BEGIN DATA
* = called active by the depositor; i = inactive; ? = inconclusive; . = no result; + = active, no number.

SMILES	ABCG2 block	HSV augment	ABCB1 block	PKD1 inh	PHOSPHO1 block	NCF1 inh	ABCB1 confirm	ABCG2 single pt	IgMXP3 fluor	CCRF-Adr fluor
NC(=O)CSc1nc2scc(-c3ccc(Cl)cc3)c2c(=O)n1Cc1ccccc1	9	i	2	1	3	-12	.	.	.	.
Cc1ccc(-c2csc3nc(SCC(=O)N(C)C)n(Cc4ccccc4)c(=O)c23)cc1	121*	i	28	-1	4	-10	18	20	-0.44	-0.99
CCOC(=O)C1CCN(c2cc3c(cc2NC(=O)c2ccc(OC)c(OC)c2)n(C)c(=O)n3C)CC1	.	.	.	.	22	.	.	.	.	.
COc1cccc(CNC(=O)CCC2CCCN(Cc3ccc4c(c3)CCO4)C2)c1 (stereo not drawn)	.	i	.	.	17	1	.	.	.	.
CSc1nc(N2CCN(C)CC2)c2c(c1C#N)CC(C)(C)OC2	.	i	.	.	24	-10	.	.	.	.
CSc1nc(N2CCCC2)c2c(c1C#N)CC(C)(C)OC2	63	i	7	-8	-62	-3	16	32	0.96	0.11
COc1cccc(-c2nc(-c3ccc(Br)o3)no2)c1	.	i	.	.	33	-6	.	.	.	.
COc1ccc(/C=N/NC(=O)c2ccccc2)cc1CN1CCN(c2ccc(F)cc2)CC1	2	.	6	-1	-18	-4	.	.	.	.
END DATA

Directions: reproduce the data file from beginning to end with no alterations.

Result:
* = called active by the depositor; i = inactive; ? = inconclusive; . = no result; + = active, no number.

SMILES	ABCG2 block	HSV augment	ABCB1 block	PKD1 inh	PHOSPHO1 block	NCF1 inh	ABCB1 confirm	ABCG2 single pt	IgMXP3 fluor	CCRF-Adr fluor
NC(=O)CSc1nc2scc(-c3ccc(Cl)cc3)c2c(=O)n1Cc1ccccc1	9	i	2	1	3	-12	.	.	.	.
Cc1ccc(-c2csc3nc(SCC(=O)N(C)C)n(Cc4ccccc4)c(=O)c23)cc1	121*	i	28	-1	4	-10	18	20	-0.44	-0.99
CCOC(=O)C1CCN(c2cc3c(cc2NC(=O)c2ccc(OC)c(OC)c2)n(C)c(=O)n3C)CC1	.	.	.	.	22	.	.	.	.	.
COc1cccc(CNC(=O)CCC2CCCN(Cc3ccc4c(c3)CCO4)C2)c1 (stereo not drawn)	.	i	.	.	17	1	.	.	.	.
CSc1nc(N2CCN(C)CC2)c2c(c1C#N)CC(C)(C)OC2	.	i	.	.	24	-10	.	.	.	.
CSc1nc(N2CCCC2)c2c(c1C#N)CC(C)(C)OC2	63	i	7	-8	-62	-3	16	32	0.96	0.11
COc1cccc(-c2nc(-c3ccc(Br)o3)no2)c1	.	i	.	.	33	-6	.	.	.	.
COc1ccc(/C=N/NC(=O)c2ccccc2)cc1CN1CCN(c2ccc(F)cc2)CC1	2	.	6	-1	-18	-4	.	.	.	.